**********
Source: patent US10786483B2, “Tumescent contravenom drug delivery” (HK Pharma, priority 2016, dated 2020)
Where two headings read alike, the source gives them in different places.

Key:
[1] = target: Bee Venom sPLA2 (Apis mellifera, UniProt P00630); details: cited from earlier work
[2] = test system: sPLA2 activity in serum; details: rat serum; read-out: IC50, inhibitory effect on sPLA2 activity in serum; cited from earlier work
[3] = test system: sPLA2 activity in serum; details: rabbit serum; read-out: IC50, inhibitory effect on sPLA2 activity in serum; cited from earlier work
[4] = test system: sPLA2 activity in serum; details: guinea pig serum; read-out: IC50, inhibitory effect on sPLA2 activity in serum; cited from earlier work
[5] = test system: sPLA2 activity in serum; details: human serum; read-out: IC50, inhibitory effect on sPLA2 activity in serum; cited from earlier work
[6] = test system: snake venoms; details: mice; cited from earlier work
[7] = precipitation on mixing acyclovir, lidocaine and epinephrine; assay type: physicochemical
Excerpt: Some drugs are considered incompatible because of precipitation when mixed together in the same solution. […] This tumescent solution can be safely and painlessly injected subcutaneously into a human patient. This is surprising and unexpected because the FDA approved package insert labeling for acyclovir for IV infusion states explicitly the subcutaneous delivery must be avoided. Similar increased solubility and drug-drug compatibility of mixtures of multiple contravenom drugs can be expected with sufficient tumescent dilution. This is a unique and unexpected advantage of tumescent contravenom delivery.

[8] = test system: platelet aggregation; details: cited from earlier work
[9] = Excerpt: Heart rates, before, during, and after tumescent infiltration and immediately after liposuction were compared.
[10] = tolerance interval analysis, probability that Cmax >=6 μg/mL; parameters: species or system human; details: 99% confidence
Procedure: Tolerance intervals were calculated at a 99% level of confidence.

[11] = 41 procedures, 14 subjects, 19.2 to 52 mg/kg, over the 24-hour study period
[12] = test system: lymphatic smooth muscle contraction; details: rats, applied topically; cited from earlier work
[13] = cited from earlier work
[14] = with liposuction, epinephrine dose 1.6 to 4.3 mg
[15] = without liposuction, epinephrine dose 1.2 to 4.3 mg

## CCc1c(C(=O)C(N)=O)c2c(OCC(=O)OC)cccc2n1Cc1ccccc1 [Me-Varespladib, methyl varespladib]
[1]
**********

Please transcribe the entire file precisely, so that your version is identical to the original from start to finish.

Source: patent US10786483B2, “Tumescent contravenom drug delivery” (HK Pharma, priority 2016, dated 2020)
Where two headings read alike, the source gives them in different places.

Key:
[1] = target: Bee Venom sPLA2 (Apis mellifera, UniProt P00630); details: cited from earlier work
[2] = test system: sPLA2 activity in serum; details: rat serum; read-out: IC50, inhibitory effect on sPLA2 activity in serum; cited from earlier work
[3] = test system: sPLA2 activity in serum; details: rabbit serum; read-out: IC50, inhibitory effect on sPLA2 activity in serum; cited from earlier work
[4] = test system: sPLA2 activity in serum; details: guinea pig serum; read-out: IC50, inhibitory effect on sPLA2 activity in serum; cited from earlier work
[5] = test system: sPLA2 activity in serum; details: human serum; read-out: IC50, inhibitory effect on sPLA2 activity in serum; cited from earlier work
[6] = test system: snake venoms; details: mice; cited from earlier work
[7] = precipitation on mixing acyclovir, lidocaine and epinephrine; assay type: physicochemical
Excerpt: Some drugs are considered incompatible because of precipitation when mixed together in the same solution. […] This tumescent solution can be safely and painlessly injected subcutaneously into a human patient. This is surprising and unexpected because the FDA approved package insert labeling for acyclovir for IV infusion states explicitly the subcutaneous delivery must be avoided. Similar increased solubility and drug-drug compatibility of mixtures of multiple contravenom drugs can be expected with sufficient tumescent dilution. This is a unique and unexpected advantage of tumescent contravenom delivery.

[8] = test system: platelet aggregation; details: cited from earlier work
[9] = Excerpt: Heart rates, before, during, and after tumescent infiltration and immediately after liposuction were compared.
[10] = tolerance interval analysis, probability that Cmax >=6 μg/mL; parameters: species or system human; details: 99% confidence
Procedure: Tolerance intervals were calculated at a 99% level of confidence.

[11] = 41 procedures, 14 subjects, 19.2 to 52 mg/kg, over the 24-hour study period
[12] = test system: lymphatic smooth muscle contraction; details: rats, applied topically; cited from earlier work
[13] = cited from earlier work
[14] = with liposuction, epinephrine dose 1.6 to 4.3 mg
[15] = without liposuction, epinephrine dose 1.2 to 4.3 mg

## CCc1c(C(=O)C(N)=O)c2c(OCC(=O)OC)cccc2n1Cc1ccccc1 [Me-Varespladib, methyl varespladib]
[1]